Is this not precisely how we like to think of the restoration of Scotland’s independence? Does not the concept of restoration fit perfectly with the idea of Spring? Is it really so ridiculous to think that there might be a Scottish Spring that is in some meaningful way similar to the Arab Spring? Might not Scotland have its own version of a Colour Revolution
Any suggestion that the people of Scotland are suffering oppression such as existed in Romania under Ceaușescu or East Germany under the Stasi is likely to be indignantly rejected. And rightly so. But oppression takes many forms. We are not denied the right to vote. But the Union means our democratic will can be treated with a contempt which differs only in degree from that in which democratic rights were held by the likes of Nicolae Ceaușescu. We may not need to fear being dragged from our beds in the early hours to be bundled off to some Soviet gulag or hell-hole Egyptian prison. But the Union means that people we would happily welcome to our country and embrace as part of our community are being dragged from their homes and sent to places like Dungavel; or being bundled onto planes and dispatched to who knows what fate in the places from which they fled to seek succour in Scotland.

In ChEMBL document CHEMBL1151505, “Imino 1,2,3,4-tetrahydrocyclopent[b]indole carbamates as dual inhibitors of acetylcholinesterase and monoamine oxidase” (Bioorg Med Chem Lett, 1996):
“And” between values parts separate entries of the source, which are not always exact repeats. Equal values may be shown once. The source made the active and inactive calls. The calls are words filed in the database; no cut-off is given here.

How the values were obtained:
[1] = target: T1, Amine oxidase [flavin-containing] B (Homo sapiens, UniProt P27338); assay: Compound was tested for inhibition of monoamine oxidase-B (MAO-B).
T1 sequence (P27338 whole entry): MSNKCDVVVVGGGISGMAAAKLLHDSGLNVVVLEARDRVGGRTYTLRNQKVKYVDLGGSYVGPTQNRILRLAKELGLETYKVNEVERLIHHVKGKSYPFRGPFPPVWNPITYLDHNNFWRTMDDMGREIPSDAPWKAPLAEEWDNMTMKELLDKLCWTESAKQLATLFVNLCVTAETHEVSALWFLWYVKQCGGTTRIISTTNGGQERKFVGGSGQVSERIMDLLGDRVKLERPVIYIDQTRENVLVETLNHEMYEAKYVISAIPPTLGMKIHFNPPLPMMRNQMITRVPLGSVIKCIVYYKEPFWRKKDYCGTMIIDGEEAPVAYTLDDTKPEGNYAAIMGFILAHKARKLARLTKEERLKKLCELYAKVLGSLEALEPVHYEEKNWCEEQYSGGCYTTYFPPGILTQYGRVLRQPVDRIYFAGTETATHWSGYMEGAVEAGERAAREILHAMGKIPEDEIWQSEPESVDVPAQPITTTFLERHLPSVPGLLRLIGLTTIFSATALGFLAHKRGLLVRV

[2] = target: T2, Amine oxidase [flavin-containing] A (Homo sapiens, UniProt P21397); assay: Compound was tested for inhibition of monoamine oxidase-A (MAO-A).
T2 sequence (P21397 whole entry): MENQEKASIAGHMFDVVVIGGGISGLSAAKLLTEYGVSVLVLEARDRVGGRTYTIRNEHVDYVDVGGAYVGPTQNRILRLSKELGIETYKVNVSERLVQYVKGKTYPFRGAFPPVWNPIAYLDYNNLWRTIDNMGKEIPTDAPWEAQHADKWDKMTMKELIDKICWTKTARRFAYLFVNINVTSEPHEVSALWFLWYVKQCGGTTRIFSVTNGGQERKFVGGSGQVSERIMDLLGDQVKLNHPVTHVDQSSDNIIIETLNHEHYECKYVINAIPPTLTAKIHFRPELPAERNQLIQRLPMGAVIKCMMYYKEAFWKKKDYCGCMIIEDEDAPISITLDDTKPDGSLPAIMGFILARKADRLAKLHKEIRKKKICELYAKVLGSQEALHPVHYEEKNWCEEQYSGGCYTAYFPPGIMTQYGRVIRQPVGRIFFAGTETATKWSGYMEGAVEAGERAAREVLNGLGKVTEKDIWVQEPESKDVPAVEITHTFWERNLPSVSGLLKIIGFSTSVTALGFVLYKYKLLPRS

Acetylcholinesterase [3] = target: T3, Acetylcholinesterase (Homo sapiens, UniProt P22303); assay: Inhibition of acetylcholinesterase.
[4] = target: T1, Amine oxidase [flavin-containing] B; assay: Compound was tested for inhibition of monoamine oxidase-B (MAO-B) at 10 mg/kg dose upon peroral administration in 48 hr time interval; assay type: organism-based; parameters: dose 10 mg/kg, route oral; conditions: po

And what is the denial of Scotland’s democratic right of self-determination if not a form of oppression? The fact that it is not as brutal as the oppression imposed under some regimes is only of consequence to those who set their moral compass by such regimes. Oppression need not be brutal to be effective. Insidious indoctrination and pernicious propaganda may work just as well as the fist and the rubber hose. Imprison the mind and there is no need of steel bars and iron shackles. Military occupation is entirely redundant if the minds of the people have been colonised.
Is there any less call to shake off this oppression just because it is not directly comparable with the worst oppression ever suffered – or ever imagined? Where is the line to be drawn? At what point do we say “Enough!”?
There is a powerful sense at large that Scotland is awakening. It is easy to see how the Yes movement might fit in that pattern which runs from Portugal’s Carnation Revolution to the Arab Spring. Of course, we do things our way. As circumstances differ, so will the form of the awakening of people power. Constitutional particulars separate Scotland’s independence cause from that of Catalonia. But we are as one in our shared determination to assert and defend the right of self-determination. The same fundamental democratic principles form the common thread which runs through all the non-violent revolutions of the past few decades regardless of how dissimilar the specific conditions which have provoked popular uprisings.
As people take to the streets in their thousands to defend our nation’s democracy and a growing clamour demands an end to the Union, it is clear that nothing can stop Scotland’s White Rose Revolution!
This is our Scottish Spring!
This article was originally published in iScot Magazine last year.
Rather obviously, it was written before the COVID-19 outbreak.
You are invited to use your imagination.